Film Review: ‘Joy’ shines a light on the harsh realities for Nigerian prostitutes in Austria

‘Joy’ is an expose’ into the lives of young women smuggled out of Nigeria for prostitution. It depicts the challenges they go through while trying to acclimatize to their new environment, as well as facing their task master – ‘the madame’ who brought them to Europe.

In this film, Joy, a prostitute with many years of experience on the job, whose goal of paying off her ‘madame’ and securing a better life for her young child is almost complete.  She takes a ‘newbie’ under her wing called Precious, who finds herself at the mercy of their madam because she is unable to meet up with the job requirements.

Although the fear and disdain for the job is still quite evident in Precious but after a make-over and tutoring lessons from Joy, Precious finds herself now adapting to the new terrain and is now able to  meet up with the demands of the job as well as pressures from her family back in Nigeria.

Faced with an opportunity to expose the whole system and save the lives of many which comes at a risk, Joy must make her choice while also considering her young daughter who she has shielded from misery by holding on to the hope of a better life for them both.

Finally, the appointed day of “Freedom” came as Joy is able to pay off her debts to her madame. She now has to decide on the next step of action for herself and daughter.

Becoming a madame herself? Pleading for asylum from the authorities by testifying against her madame? Joy has got her hands full. Will she succeed in getting her life back on track or not

Find out when you stream Joy on Netflix

Verdict

It sure is a vicious cycle out there for these girls because the prostitution world already filled with so much peril is compounded for foreigners working illegally in a western country. They face a lot of challenges such as rape, racism and are constantly exploited by almost everyone including their families back home. 

Even after paying off their debts to their madames they face so much uncertainty and are often dragged right back into the same game and forced to exploit other young girls by becoming madames themselves. They are still at risk of getting deported should their madame decide to report them to the authorities.

Directed by Austrian-Iranian filmmaker, Sudabeh Mortezai, Joy is very graphic and gritty from the start. Shot in a documentary style to a fictitious story, Sudabeh doesn’t hold back with the graphic images. The prostitution world isn’t pretty so the harshness is expected, even though it made the film very hard to watch.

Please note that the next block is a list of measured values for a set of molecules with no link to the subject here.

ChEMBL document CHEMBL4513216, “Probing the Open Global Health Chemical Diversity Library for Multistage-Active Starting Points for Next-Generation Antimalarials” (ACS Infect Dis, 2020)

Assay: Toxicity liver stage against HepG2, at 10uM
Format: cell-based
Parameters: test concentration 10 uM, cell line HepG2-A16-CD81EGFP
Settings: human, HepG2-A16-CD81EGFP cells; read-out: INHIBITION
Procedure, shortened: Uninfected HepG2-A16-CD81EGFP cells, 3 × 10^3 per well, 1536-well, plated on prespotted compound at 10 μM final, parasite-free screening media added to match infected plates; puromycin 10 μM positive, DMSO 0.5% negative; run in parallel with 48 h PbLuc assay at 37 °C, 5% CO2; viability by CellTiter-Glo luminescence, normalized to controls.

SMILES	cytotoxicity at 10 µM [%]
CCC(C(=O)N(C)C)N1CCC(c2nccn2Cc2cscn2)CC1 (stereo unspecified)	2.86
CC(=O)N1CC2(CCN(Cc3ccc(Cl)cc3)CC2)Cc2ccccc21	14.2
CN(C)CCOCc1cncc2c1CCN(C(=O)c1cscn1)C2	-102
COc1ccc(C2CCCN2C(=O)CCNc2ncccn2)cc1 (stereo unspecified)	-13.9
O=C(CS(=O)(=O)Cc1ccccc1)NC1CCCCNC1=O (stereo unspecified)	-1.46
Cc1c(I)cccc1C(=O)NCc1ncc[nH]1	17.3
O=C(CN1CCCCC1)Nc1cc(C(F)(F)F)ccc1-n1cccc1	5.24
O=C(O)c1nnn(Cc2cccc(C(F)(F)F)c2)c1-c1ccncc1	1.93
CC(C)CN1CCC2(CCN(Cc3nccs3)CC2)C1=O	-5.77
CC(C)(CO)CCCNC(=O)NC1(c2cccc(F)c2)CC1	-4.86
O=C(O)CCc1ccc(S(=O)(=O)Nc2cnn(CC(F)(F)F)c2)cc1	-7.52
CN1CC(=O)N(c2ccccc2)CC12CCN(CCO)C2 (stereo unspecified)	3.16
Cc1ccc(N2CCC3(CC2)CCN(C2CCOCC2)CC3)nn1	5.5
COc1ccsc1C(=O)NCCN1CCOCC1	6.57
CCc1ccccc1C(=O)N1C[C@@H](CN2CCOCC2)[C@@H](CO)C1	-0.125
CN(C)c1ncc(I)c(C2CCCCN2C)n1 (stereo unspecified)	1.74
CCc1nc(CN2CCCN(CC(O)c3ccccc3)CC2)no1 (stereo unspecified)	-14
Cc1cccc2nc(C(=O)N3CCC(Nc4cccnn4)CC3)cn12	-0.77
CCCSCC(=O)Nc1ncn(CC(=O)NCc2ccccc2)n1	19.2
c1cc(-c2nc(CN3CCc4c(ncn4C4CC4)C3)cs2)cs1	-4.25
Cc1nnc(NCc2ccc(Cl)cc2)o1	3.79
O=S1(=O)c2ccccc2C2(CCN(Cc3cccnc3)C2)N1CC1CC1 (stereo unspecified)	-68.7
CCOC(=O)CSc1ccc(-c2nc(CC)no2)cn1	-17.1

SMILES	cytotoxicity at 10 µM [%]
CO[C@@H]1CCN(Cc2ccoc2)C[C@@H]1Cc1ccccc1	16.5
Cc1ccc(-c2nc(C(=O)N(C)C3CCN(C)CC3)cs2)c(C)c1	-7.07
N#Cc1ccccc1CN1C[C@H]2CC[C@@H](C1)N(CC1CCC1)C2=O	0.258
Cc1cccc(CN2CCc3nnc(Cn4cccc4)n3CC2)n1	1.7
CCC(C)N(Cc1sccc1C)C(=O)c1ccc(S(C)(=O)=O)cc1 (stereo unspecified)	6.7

Contrasted with Oloture (2020), a similar film about the same topic, Joy is so much more grittier. Where Oloture shows more colorful scenes with plenty of character drama,  Joy doesn’t hold back with dark scenes in painting a story of harsh realities. As a contrast, both films contain a witchcraft scene and the one in Joy is way graphic with deep psychological effects, even for the viewer.  

I really liked this film because it is very provocative and hard hitting and as mentioned earlier, it is very hard to watch but I also liked the rawness at times. Most of the actors are actually debutants and they had to do a lot of improv for this film. A major kudos to them because they all did a really good job. 

Mariam Sanusi (Precious) on the left and Joy Anwulika Alphonsus (Joy) on the right

Directed by Austrian-Iranian filmmaker, Sudabeh Mortezai, Joy is very graphic and gritty from the start. Shot in a documentary style to a fictitious story, Sudabeh doesn’t hold back with the graphic images. The prostitution world isn’t pretty so the harshness is expected, even though it made the film very hard to watch.  

Contrasted with Oloture (2020), a similar film about the same topic, Joy is so much more grittier. Where Oloture shows more colorful scenes with plenty of character drama,  Joy doesn’t hold back with dark scenes in painting a story of harsh realities. As a contrast, both films contain a witchcraft scene and the one in Joy is way graphic with deep psychological effects, even for the viewer.  

I really liked this film because it is very provocative and hard hitting and as mentioned earlier, it is very hard to watch but I also liked the rawness at times. Most of the actors are actually debutants and they had to do a lot of improv for this film. A major kudos to them because they all did a really good job. 

Directed by Sudabeh Mortezai

Produced by Oliver Neumann, Sabine Moser

Screenplay by Sudabeh Mortezai

Joy Anwulika Alphonsus Joy
Mariam SanusiPrecious
Angela EkelemeMadame
Gift Igweh 
Sandra John 
Chika Kipo 
Ella Osagie 
Ratings

The storyline, the acting as well as the raw and gritty nature of the film made it enjoyable. The documentary style shooting was not entirely my cup of tea and I felt it skipped around a bit so I deducted some marks for that.  Overall I rate this film 7/10 and I do not recommend it to be watched by children due to the graphic nature.

7/10

Click here to watch on Netflix

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